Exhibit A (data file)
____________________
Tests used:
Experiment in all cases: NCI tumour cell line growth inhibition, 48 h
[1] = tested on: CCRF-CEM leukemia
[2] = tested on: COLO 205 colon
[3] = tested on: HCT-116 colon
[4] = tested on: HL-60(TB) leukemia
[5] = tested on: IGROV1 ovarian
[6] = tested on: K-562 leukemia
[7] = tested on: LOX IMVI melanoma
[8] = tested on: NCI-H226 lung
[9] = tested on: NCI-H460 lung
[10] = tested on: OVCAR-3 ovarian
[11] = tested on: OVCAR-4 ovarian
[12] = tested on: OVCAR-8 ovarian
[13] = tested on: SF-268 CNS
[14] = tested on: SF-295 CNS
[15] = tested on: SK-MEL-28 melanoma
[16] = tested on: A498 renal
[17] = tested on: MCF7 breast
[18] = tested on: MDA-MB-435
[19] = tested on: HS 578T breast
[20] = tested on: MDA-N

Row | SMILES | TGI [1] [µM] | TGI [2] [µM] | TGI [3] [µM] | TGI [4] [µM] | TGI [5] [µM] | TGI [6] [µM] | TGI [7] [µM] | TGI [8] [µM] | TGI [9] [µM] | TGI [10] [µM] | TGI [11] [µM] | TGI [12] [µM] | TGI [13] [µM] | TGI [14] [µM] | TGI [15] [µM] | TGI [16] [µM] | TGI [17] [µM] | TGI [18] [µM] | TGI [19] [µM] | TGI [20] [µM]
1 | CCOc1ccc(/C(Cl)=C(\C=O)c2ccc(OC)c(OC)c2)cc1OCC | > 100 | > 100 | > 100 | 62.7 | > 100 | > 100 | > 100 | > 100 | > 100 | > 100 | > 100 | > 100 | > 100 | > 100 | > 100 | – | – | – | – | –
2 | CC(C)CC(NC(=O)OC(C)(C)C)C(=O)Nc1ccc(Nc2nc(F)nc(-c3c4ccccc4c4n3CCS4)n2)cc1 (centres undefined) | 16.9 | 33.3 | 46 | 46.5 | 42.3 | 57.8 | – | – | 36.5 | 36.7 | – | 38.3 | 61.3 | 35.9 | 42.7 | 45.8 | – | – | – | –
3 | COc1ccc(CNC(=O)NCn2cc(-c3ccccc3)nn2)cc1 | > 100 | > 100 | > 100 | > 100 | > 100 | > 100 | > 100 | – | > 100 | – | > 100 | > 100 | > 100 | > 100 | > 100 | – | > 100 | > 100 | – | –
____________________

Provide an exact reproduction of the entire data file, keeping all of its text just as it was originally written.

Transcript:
Tests used:
Experiment in all cases: NCI tumour cell line growth inhibition, 48 h
[1] = tested on: CCRF-CEM leukemia
[2] = tested on: COLO 205 colon
[3] = tested on: HCT-116 colon
[4] = tested on: HL-60(TB) leukemia
[5] = tested on: IGROV1 ovarian
[6] = tested on: K-562 leukemia
[7] = tested on: LOX IMVI melanoma
[8] = tested on: NCI-H226 lung
[9] = tested on: NCI-H460 lung
[10] = tested on: OVCAR-3 ovarian
[11] = tested on: OVCAR-4 ovarian
[12] = tested on: OVCAR-8 ovarian
[13] = tested on: SF-268 CNS
[14] = tested on: SF-295 CNS
[15] = tested on: SK-MEL-28 melanoma
[16] = tested on: A498 renal
[17] = tested on: MCF7 breast
[18] = tested on: MDA-MB-435
[19] = tested on: HS 578T breast
[20] = tested on: MDA-N

Row | SMILES | TGI [1] [µM] | TGI [2] [µM] | TGI [3] [µM] | TGI [4] [µM] | TGI [5] [µM] | TGI [6] [µM] | TGI [7] [µM] | TGI [8] [µM] | TGI [9] [µM] | TGI [10] [µM] | TGI [11] [µM] | TGI [12] [µM] | TGI [13] [µM] | TGI [14] [µM] | TGI [15] [µM] | TGI [16] [µM] | TGI [17] [µM] | TGI [18] [µM] | TGI [19] [µM] | TGI [20] [µM]
1 | CCOc1ccc(/C(Cl)=C(\C=O)c2ccc(OC)c(OC)c2)cc1OCC | > 100 | > 100 | > 100 | 62.7 | > 100 | > 100 | > 100 | > 100 | > 100 | > 100 | > 100 | > 100 | > 100 | > 100 | > 100 | – | – | – | – | –
2 | CC(C)CC(NC(=O)OC(C)(C)C)C(=O)Nc1ccc(Nc2nc(F)nc(-c3c4ccccc4c4n3CCS4)n2)cc1 (centres undefined) | 16.9 | 33.3 | 46 | 46.5 | 42.3 | 57.8 | – | – | 36.5 | 36.7 | – | 38.3 | 61.3 | 35.9 | 42.7 | 45.8 | – | – | – | –
3 | COc1ccc(CNC(=O)NCn2cc(-c3ccccc3)nn2)cc1 | > 100 | > 100 | > 100 | > 100 | > 100 | > 100 | > 100 | – | > 100 | – | > 100 | > 100 | > 100 | > 100 | > 100 | – | > 100 | > 100 | – | –